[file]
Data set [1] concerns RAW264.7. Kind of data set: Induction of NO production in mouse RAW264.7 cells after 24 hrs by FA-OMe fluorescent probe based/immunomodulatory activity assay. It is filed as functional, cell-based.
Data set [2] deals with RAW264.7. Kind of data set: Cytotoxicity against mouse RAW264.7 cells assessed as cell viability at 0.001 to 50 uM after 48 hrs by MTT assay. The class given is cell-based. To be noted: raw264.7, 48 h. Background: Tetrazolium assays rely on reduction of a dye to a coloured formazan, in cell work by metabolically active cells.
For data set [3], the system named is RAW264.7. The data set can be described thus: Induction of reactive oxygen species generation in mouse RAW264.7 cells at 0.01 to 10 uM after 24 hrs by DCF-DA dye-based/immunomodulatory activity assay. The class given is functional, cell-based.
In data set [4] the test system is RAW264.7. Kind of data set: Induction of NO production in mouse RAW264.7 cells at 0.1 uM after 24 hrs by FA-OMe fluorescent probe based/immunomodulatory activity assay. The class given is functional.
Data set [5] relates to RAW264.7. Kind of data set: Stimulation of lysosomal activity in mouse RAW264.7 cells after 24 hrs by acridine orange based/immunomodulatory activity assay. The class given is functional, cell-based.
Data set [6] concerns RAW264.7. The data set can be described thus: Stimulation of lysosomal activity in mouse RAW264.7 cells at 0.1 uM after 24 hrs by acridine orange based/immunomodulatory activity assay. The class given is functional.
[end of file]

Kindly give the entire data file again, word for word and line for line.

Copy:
Data set [1] concerns RAW264.7. Kind of data set: Induction of NO production in mouse RAW264.7 cells after 24 hrs by FA-OMe fluorescent probe based/immunomodulatory activity assay. It is filed as functional, cell-based.
Data set [2] deals with RAW264.7. Kind of data set: Cytotoxicity against mouse RAW264.7 cells assessed as cell viability at 0.001 to 50 uM after 48 hrs by MTT assay. The class given is cell-based. To be noted: raw264.7, 48 h. Background: Tetrazolium assays rely on reduction of a dye to a coloured formazan, in cell work by metabolically active cells.
For data set [3], the system named is RAW264.7. The data set can be described thus: Induction of reactive oxygen species generation in mouse RAW264.7 cells at 0.01 to 10 uM after 24 hrs by DCF-DA dye-based/immunomodulatory activity assay. The class given is functional, cell-based.
In data set [4] the test system is RAW264.7. Kind of data set: Induction of NO production in mouse RAW264.7 cells at 0.1 uM after 24 hrs by FA-OMe fluorescent probe based/immunomodulatory activity assay. The class given is functional.
Data set [5] relates to RAW264.7. Kind of data set: Stimulation of lysosomal activity in mouse RAW264.7 cells after 24 hrs by acridine orange based/immunomodulatory activity assay. The class given is functional, cell-based.
Data set [6] concerns RAW264.7. The data set can be described thus: Stimulation of lysosomal activity in mouse RAW264.7 cells at 0.1 uM after 24 hrs by acridine orange based/immunomodulatory activity assay. The class given is functional.